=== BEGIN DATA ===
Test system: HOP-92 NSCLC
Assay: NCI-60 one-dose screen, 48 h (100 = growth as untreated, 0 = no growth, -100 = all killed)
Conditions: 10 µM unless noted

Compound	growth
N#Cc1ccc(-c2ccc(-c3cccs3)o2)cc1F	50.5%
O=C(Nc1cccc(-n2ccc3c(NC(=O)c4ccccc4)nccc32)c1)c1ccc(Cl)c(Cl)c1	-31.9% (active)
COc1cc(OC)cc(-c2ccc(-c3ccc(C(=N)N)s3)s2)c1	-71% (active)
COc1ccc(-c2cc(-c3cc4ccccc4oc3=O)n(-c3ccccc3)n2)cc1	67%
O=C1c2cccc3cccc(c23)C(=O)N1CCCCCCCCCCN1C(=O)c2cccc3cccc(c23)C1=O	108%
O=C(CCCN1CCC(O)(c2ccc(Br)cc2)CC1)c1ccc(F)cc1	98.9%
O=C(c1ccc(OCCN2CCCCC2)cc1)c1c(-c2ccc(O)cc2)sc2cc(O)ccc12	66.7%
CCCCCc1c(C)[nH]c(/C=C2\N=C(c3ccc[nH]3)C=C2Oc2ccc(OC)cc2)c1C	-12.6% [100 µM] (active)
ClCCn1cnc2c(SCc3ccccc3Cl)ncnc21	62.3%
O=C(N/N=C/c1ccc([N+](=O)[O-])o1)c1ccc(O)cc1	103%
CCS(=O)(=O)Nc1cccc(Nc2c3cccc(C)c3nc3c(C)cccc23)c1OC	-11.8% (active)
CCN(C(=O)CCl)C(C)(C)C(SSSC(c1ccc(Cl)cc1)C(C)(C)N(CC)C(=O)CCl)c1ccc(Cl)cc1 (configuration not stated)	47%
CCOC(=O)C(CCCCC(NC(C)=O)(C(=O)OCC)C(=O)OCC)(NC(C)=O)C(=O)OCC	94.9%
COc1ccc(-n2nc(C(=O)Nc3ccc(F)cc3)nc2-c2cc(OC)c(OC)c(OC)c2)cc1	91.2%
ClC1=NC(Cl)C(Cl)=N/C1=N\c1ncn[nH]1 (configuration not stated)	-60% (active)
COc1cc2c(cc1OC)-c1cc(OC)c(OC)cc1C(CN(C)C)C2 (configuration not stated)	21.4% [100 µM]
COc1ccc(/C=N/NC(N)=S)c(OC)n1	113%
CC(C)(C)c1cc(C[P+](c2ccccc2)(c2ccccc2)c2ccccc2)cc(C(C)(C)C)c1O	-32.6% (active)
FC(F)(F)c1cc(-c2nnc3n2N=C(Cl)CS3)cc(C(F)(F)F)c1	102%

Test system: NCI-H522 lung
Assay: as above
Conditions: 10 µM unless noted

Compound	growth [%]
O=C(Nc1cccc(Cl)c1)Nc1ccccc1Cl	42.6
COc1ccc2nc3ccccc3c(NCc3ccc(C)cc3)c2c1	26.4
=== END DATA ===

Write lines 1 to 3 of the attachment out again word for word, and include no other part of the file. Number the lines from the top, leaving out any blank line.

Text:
Test system: HOP-92 NSCLC
Assay: NCI-60 one-dose screen, 48 h (100 = growth as untreated, 0 = no growth, -100 = all killed)
Conditions: 10 µM unless noted